The geese were so high that I doubted our decoy spread and our loud electronic caller would pull those high-flying birds down to the ground within shooting range. But as the day wore on, I learned how wrong I could be.
“I saw something I’d never seen before,” my longtime friend and master waterfowler Tommy Akin of Greenfield, Tenn., told me. “Gordo proved to me that he could break off a group of geese flying with a flock of migrators and bring them into our spread.”
John “Gordo” Gordon of Hernando owns and operates Mid-South Goose Hunts (www.midsouthgoosehunts.com) and guides snow goose hunters at the end of waterfowling season.
Mississippi’s late goose season is Feb. 4-15, and the snow goose Conservation Order season is Feb. 16-March 31, providing lots of opportunity for true goose hunters.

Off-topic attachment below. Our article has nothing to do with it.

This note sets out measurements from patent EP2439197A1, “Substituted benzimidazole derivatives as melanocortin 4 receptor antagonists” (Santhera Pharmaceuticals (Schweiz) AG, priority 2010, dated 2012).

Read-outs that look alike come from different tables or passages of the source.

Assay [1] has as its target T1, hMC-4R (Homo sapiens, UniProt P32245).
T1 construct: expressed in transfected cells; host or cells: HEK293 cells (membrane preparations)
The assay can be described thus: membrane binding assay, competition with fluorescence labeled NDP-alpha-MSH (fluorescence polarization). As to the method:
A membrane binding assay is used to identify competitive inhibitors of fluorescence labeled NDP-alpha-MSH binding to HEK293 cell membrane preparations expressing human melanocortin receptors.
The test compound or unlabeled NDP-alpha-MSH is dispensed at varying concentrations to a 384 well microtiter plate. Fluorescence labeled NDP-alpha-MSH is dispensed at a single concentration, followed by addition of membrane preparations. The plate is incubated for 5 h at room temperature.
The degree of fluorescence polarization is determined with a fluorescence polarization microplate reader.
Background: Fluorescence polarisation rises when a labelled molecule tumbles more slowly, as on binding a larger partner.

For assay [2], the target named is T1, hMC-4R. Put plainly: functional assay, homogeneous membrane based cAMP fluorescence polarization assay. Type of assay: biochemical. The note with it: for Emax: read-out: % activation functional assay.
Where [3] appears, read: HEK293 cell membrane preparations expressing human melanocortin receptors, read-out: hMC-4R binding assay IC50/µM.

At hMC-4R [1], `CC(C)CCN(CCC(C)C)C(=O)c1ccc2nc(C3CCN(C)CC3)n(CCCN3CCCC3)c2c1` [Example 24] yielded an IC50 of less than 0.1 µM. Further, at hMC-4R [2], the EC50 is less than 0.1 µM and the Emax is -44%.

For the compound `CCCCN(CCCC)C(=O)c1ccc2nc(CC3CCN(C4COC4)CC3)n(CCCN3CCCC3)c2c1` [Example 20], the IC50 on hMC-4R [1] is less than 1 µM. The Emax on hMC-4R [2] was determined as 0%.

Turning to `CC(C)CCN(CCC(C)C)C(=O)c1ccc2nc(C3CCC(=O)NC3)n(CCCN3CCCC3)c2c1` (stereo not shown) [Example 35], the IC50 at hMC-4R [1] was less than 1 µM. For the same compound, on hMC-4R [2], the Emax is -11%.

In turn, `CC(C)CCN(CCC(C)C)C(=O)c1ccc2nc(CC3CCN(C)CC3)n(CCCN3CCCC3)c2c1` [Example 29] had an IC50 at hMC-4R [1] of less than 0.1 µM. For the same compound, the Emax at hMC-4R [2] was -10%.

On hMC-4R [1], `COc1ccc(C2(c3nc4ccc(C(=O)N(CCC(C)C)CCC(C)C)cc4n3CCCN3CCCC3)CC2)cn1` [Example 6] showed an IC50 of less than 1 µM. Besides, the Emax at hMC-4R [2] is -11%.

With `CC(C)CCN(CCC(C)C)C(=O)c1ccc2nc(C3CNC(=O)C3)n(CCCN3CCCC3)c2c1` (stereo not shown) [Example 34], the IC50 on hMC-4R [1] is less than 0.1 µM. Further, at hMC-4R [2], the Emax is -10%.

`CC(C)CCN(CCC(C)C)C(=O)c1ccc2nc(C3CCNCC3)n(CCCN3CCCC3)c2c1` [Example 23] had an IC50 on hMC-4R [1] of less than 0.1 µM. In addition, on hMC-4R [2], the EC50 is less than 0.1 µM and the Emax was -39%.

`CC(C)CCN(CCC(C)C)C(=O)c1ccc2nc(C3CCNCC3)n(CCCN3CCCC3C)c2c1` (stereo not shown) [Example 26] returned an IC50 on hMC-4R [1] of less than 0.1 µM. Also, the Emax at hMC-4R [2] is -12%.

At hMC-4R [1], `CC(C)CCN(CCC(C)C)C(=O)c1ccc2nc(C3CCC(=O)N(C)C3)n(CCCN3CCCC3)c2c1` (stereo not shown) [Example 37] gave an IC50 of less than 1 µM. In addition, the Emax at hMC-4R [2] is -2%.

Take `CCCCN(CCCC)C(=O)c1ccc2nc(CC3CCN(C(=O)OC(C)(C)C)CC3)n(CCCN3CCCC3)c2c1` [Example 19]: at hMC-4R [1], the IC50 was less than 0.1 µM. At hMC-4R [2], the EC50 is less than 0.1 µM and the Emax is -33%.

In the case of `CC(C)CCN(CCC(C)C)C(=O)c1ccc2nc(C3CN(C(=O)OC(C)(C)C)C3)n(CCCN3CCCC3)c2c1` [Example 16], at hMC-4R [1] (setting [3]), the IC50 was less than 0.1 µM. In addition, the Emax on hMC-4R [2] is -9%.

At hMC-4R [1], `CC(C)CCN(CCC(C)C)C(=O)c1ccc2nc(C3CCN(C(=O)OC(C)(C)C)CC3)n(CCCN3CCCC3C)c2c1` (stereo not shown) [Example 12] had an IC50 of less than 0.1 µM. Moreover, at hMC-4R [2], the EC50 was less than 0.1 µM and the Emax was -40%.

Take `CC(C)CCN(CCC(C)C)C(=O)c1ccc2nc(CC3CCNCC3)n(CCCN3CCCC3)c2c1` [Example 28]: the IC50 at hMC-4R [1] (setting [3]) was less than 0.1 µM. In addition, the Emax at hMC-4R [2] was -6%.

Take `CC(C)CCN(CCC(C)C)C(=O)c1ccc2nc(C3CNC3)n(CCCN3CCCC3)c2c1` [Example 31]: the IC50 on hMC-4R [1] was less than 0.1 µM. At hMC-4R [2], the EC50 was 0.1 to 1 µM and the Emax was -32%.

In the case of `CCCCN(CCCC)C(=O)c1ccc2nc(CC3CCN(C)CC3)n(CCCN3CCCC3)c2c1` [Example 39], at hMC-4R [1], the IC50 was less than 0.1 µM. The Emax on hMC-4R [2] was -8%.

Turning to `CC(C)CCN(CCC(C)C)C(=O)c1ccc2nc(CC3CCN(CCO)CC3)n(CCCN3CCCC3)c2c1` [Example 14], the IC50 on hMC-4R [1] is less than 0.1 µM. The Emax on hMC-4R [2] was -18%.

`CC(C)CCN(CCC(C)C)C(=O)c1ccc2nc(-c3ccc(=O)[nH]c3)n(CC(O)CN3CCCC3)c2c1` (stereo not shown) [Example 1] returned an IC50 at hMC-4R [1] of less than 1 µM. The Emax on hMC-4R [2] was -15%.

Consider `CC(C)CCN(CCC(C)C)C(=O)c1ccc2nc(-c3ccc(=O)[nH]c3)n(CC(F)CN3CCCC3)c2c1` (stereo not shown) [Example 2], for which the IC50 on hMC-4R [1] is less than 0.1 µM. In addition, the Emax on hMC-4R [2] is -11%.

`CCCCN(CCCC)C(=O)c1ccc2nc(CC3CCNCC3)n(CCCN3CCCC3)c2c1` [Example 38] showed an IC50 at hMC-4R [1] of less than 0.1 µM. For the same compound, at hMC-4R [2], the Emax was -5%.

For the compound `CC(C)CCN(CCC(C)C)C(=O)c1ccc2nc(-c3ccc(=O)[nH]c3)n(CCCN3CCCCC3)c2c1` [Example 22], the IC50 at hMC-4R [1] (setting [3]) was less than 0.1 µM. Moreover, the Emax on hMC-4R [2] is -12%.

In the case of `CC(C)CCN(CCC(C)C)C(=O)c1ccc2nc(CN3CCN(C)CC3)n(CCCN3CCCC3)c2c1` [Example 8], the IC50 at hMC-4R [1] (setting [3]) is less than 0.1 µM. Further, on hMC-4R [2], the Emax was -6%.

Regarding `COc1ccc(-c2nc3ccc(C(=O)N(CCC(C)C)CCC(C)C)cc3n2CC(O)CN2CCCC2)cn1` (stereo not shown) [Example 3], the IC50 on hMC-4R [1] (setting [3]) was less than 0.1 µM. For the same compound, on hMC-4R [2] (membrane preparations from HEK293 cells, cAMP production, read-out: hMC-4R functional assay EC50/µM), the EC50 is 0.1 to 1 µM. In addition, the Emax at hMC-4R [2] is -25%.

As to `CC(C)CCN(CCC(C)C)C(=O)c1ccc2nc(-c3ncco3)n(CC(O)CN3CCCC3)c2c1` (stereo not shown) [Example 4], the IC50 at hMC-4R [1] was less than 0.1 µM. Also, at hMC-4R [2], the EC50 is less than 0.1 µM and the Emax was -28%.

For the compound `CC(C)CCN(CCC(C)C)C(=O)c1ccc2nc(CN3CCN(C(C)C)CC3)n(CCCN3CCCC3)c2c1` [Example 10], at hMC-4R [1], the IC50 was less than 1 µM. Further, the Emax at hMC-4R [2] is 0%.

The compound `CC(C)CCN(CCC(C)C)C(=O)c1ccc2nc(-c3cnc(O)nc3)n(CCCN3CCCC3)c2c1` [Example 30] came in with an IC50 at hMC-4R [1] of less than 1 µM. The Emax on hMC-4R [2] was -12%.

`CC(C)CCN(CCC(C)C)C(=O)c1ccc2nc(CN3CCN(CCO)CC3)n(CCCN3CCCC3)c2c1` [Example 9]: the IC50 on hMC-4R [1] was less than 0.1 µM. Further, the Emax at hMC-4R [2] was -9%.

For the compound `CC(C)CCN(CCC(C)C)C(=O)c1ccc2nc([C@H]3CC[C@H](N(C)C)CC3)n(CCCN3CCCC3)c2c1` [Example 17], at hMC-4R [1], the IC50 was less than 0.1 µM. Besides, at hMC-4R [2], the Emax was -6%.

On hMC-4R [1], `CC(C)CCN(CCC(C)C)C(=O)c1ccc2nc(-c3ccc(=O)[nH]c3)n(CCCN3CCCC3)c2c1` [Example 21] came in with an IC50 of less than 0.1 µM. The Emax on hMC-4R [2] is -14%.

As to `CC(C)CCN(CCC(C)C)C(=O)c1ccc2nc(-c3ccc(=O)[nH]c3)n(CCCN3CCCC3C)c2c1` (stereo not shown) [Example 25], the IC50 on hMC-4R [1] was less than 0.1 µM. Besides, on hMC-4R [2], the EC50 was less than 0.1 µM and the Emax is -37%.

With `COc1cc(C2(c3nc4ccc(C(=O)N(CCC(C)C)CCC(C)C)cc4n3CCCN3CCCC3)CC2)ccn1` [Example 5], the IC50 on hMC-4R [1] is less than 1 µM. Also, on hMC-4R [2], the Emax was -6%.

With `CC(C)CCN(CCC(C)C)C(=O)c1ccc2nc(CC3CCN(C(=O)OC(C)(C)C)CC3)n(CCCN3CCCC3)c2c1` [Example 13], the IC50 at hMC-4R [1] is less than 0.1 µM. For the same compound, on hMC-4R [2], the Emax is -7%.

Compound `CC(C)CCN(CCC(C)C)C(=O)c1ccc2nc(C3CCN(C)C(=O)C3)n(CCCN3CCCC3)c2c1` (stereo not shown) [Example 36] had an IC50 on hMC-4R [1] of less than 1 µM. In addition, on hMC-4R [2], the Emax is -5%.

Gordon certainly is that. He has been hunting snow geese since he was 12 and moved from Mississippi to Houston, Texas. In the mid 1990s, he guided hunters to snow geese southwest of Houston at Eagle Lake, Katy Prairie and El Campo. The lesser Canada snow geese wintered over in these areas after coming down the central flyway due to the region’s huge rice farms.
But once Arkansas and Mississippi increased their rice production, the snow geese changed their flight patterns about 20 years ago and moved farther to the east to find more rice and grain than in Texas.
Today, a large migration of snow geese hits the Mississippi Delta’s grain fields where rice, soybean and corn were grown. The millions of acres now devoted to rice in Arkansas and Mississippi lure geese.